I always wonder how you come up with the basic ideas for your songs and videos, so I’m going to list a couple of tracks, and you’re going to tell me how they came to be. Let’s start with “Threw It On the Ground.” Akiva: Our friend Drew made the beat, and we had it in our iTunes library with all the other potential beats. And there was something about it, how it was quiet and then broke into those big synths that made me for no reason be like, What if it’s just ‘throwing it on the ground,’ and then we could use that Phantom camera that does the thousand frames per-second beautiful slo-mo — this was before it had been used in almost anything — and when it hits, it would just be this blossoming of slo-mo. That was the initial kernel, and then we developed it, and then it became about this guy who thinks he knows everything, almost a slam-poet kind of guy, and it’s kind of a Bay Area person that we knew, who’s so sure they have it all figured out, and everyone else is fools.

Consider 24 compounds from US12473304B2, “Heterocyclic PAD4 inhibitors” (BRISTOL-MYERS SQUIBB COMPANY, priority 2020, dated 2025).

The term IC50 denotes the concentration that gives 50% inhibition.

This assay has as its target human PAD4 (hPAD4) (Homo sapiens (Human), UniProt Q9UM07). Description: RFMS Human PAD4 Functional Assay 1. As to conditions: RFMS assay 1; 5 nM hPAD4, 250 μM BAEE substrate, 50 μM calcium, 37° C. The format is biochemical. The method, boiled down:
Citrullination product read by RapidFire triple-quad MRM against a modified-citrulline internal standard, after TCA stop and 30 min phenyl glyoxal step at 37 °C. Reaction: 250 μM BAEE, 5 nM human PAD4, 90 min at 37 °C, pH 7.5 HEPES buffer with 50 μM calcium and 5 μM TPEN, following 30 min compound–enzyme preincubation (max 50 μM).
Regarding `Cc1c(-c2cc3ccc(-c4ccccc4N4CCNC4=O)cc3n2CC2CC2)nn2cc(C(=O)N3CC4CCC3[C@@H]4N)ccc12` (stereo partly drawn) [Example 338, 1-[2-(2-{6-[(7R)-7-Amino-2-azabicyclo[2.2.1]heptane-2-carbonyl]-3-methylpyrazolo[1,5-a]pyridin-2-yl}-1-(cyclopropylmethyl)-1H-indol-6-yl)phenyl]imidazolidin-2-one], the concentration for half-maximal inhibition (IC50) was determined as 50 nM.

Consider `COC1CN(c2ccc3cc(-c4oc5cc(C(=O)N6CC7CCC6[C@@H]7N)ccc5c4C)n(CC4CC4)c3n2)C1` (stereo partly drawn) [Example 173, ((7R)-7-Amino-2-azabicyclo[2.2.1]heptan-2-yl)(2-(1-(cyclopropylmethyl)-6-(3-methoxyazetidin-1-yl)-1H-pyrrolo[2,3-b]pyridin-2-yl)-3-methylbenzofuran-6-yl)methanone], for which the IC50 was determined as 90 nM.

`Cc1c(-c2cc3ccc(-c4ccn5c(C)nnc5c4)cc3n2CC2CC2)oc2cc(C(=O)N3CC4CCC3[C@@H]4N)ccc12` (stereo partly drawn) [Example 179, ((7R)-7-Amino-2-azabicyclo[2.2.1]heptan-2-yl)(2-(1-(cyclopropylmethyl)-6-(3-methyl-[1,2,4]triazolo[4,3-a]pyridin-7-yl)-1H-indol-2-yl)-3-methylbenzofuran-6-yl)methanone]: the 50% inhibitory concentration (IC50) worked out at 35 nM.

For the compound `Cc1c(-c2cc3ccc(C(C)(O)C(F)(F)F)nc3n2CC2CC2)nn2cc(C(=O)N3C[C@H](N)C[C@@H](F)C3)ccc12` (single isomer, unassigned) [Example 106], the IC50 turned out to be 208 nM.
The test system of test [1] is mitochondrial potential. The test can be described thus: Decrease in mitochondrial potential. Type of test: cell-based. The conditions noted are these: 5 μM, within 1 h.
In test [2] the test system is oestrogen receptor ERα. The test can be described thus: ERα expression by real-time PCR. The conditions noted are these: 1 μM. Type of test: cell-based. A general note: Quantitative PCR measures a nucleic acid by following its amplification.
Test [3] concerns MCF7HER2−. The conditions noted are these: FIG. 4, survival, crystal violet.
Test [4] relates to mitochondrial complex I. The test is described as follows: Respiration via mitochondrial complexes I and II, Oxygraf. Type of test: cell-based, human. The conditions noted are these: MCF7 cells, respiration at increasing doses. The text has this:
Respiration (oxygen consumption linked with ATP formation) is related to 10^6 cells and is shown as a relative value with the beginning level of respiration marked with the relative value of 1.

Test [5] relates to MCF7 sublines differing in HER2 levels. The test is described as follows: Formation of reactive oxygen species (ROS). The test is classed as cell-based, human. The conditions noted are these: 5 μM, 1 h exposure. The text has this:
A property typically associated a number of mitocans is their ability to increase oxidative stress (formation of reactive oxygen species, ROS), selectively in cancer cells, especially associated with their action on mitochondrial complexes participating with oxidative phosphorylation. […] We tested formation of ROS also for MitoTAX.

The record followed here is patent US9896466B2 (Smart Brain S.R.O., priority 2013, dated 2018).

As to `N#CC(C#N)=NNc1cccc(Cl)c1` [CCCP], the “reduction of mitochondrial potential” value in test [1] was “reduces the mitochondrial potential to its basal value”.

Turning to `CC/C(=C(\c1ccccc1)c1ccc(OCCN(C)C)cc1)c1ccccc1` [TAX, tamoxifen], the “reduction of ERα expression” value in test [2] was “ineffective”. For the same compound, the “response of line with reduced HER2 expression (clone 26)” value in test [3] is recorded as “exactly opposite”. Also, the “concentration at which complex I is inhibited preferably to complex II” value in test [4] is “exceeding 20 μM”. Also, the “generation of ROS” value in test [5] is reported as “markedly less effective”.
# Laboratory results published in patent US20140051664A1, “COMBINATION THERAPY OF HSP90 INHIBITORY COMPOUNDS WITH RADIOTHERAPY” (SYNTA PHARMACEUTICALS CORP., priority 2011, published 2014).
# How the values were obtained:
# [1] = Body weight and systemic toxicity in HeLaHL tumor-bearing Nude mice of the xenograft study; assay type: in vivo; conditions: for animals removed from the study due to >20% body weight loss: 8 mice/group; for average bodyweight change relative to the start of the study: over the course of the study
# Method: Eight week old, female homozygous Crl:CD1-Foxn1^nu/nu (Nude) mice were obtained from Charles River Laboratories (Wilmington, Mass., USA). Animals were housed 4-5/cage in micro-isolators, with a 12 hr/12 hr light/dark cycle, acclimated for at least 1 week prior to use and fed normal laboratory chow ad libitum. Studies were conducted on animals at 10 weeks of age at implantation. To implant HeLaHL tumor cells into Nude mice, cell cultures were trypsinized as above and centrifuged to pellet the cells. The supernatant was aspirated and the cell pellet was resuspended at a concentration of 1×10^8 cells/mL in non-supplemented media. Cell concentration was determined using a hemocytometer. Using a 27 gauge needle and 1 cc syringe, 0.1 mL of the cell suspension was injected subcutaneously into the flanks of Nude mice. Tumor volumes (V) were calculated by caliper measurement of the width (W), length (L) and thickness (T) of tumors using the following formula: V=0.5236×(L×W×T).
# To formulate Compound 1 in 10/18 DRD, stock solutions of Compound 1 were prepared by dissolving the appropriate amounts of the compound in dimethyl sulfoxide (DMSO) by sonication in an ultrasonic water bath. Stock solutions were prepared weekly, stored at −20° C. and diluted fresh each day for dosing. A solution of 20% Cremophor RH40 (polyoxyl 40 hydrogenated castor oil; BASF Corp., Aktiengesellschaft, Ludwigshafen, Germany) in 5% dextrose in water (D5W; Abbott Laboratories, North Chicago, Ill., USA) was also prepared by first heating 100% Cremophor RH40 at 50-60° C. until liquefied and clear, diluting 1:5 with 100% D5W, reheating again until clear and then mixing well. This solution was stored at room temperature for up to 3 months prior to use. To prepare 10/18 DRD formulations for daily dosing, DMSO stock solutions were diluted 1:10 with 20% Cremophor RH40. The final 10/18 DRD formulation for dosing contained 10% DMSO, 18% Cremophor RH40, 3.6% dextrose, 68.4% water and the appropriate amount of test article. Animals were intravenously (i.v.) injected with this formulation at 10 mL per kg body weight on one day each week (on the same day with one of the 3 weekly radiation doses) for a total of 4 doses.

So do the ideas for videos usually come before ideas for the songs? Jorma: It doesn’t usually happen like that. Usually it’s a concept for a joke, or the beat inspires the concept for the joke. But when we are writing, often times we’ll think of things that can be visually appealing or funny.

How about “Rocky,” where Andy describes a boxing match against Rocky. Andy: We’ve loved that beat forever. I just knew I wanted to use that beat so much, so it was one of those times I just locked myself in a room and listened to it over and over again until I came up with an idea. There was something about the horns. It had that kind of nostalgic— Akiva: It’s obviously a Fresh Prince-style song. Andy: Yeah, but it became that after I started writing, because initially it was more—it just became funnier when we made it Fresh Prince. Originally, it reminded me not literally, but almost in a sort of a vibe sense, of the Rocky theme, or like a sports anthem. So I started writing it that way, but was shying away from making it full-on Fresh Prince, because Kiv had already done one kind of like that on our website.